Push for Diversity Among Biomedical Grant Makers Gains New Momentum


One and a half billion dollars is a big mea culpa, but that is what one philanthropy is throwing on the table to address what it admits is a longstanding problem: the failure to advance diversity, equity, and inclusion in health research.

The Howard Hughes Medical Institute, one of the nation’s wealthiest philanthropies, last month announced a $1.5 billion effort designed to help scientists of color advance in their careers. This is only one of several DEI programs that some of the nation’s largest grant makers and health charities are undertaking. The Chan Zuckerberg Initiative, for instance, is working with the National Academies of Sciences, Engineering, and Medicine to award $1.15 million to biomedical researchers who have a record of promoting DEI.

Other grant makers are working to change their practices to ensure scholars of color are more likely to get philanthropic and government support to further their work.

Yet many grant makers and health charities say their own progress has been lagging, and they are joining forces to do more.

Ten years ago, a survey of National Institutes of Health funding found that Black applicants were 10 percent less likely to be awarded grants than their white counterparts, with other factors being equal. Today, health grant makers, spurred by both the Covid pandemic and the racial-justice movement following the death of George Floyd, have begun to take action.

Leslie Vosshall, vice president and chief scientific officer of the Howard Hughes Medical Institute, said her organization took action because it deplored the research funding gap for Black biomedical scientists, as well as the underrepresentation of scientists of color at universities and research institutions.

“It has been a century-long gap in biomedical sciences,” she said, noting that this disparity exists in other fields as well. “Good science is done by a diverse cohort of scientists. If we don’t let everyone sit at the table, we’re leaving an enormous amount of talent behind,” she added. “Diversity begets better science.”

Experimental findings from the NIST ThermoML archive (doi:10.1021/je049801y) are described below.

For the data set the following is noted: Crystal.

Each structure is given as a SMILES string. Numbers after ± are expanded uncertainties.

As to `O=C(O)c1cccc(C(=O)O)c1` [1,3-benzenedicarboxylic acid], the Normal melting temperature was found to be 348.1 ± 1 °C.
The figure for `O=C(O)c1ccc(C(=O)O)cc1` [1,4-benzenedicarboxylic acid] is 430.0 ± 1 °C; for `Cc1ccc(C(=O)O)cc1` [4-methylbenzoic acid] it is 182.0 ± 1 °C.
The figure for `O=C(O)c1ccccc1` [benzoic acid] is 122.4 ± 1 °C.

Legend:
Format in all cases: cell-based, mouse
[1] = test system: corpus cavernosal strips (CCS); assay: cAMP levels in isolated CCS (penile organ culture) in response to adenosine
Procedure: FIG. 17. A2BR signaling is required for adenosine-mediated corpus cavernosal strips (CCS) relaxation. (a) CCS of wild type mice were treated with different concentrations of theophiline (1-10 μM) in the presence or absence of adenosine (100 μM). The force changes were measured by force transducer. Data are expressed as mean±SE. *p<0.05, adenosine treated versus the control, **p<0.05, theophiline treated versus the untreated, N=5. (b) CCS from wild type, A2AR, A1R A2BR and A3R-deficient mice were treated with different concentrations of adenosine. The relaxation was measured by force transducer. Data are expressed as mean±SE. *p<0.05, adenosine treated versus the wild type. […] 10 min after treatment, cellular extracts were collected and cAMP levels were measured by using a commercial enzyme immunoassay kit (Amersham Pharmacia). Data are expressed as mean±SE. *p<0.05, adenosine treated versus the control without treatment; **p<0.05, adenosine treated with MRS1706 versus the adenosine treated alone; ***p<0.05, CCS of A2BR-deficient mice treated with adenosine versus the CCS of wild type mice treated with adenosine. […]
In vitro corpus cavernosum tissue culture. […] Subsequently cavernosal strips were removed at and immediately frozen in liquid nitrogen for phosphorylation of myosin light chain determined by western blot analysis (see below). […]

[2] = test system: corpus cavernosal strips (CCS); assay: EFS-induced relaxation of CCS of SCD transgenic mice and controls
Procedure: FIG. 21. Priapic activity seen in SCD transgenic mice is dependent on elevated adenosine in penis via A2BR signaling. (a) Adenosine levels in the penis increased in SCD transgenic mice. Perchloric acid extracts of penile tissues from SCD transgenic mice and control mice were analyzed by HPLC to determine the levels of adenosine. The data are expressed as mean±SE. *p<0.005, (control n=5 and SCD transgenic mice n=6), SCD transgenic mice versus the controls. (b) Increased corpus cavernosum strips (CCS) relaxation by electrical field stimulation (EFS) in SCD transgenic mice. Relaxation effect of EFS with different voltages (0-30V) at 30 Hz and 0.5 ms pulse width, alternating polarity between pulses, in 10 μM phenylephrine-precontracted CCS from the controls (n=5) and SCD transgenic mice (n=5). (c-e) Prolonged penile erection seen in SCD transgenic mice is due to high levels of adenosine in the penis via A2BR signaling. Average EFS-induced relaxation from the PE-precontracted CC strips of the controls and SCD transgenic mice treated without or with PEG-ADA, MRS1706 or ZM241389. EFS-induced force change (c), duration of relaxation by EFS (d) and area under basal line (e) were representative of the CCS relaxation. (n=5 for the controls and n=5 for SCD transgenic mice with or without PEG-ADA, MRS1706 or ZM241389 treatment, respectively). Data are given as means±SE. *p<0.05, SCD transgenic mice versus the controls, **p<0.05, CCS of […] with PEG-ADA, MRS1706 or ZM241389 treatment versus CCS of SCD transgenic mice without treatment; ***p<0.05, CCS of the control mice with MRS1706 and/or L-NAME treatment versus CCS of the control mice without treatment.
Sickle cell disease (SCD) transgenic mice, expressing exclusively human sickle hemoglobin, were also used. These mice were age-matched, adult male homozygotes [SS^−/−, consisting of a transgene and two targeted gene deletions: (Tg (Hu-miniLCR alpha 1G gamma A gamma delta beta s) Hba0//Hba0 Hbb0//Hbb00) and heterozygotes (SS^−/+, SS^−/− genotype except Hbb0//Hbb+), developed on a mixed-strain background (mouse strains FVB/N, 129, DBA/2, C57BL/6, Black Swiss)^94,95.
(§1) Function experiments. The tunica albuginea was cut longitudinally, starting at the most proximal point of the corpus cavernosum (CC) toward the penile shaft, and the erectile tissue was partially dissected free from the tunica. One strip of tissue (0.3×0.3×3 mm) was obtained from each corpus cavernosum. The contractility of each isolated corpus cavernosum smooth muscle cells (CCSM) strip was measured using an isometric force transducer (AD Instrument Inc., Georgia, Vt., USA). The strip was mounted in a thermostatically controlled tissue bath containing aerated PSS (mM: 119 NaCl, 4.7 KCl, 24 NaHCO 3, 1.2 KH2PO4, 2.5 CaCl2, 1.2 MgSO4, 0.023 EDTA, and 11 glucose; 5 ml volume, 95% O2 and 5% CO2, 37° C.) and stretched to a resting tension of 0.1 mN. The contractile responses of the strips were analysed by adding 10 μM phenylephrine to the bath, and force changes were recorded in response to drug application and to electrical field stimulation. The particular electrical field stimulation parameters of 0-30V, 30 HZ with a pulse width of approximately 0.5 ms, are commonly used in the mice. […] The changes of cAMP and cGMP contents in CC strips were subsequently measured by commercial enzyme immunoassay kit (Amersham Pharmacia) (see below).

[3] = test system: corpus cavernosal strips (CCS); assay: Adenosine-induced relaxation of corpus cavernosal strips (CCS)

Ivory Dean, science program manager at the Chan Zuckerberg Initiative, agreed. “Representative science is better science. To cure, prevent, or manage all diseases, science must be more inclusive of people of color, as a lack of genetic diversity in studies and research has introduced significant bias in disease treatments and outcomes,” she said in an email.

Last fall, in a Chronicle opinion piece, three officials at Chan Zuckerberg Initiative urged all science grant makers to make sure they focus on the people most at risk from a health issue and said all grant seekers should be asked to submit a plan for how they will work with the people their research affects as part of the proposal process.

Indeed, that focus on who gets studied in medical research is a big part of several new efforts. For example, the American Heart Association, with support from Pfizer Ventures and Gates Ventures, announced a $20 million research project to study the barriers to the participation of diverse people in clinical research trials.

The Robert Wood Johnson Foundation, the nation’s largest health philanthropy, opened a call for proposals in April, awarding a total of $1.3 million for research that benefits those affected by structural racism and discrimination, noting that people who are supposed to benefit from the research must have a leadership role in the study.

These DEI programs mirror similar efforts by the federal government, the largest supporter of biomedical research. The National Institutes of Health has initiated multiple programs to enhance the diversity of the NIH-funded work force. The programs’ goal is to establish effective ways of training and mentoring scientists from underrepresented groups, focusing on multiple levels: mentoring students, improving faculty development, and strengthening the research training infrastructure of institutions.

Avoiding the ‘Minority Tax’

The Health Research Alliance, a consortium of 107 nonprofit health grant makers, is also pushing for change. It recently released a report that analyzed 10 years of data submitted by its members.

Maryrose Franko, executive director of the alliance, noted that the data starkly showed that the percentage of female award recipients across all career stages had “flatlined” over the decade. The percentage of Black recipients of grants funded by the group’s members was 1.7 percent and for grants funded by NIH, 2.6 percent, while Census data put the Black population at about 13 percent during this period, the report stated.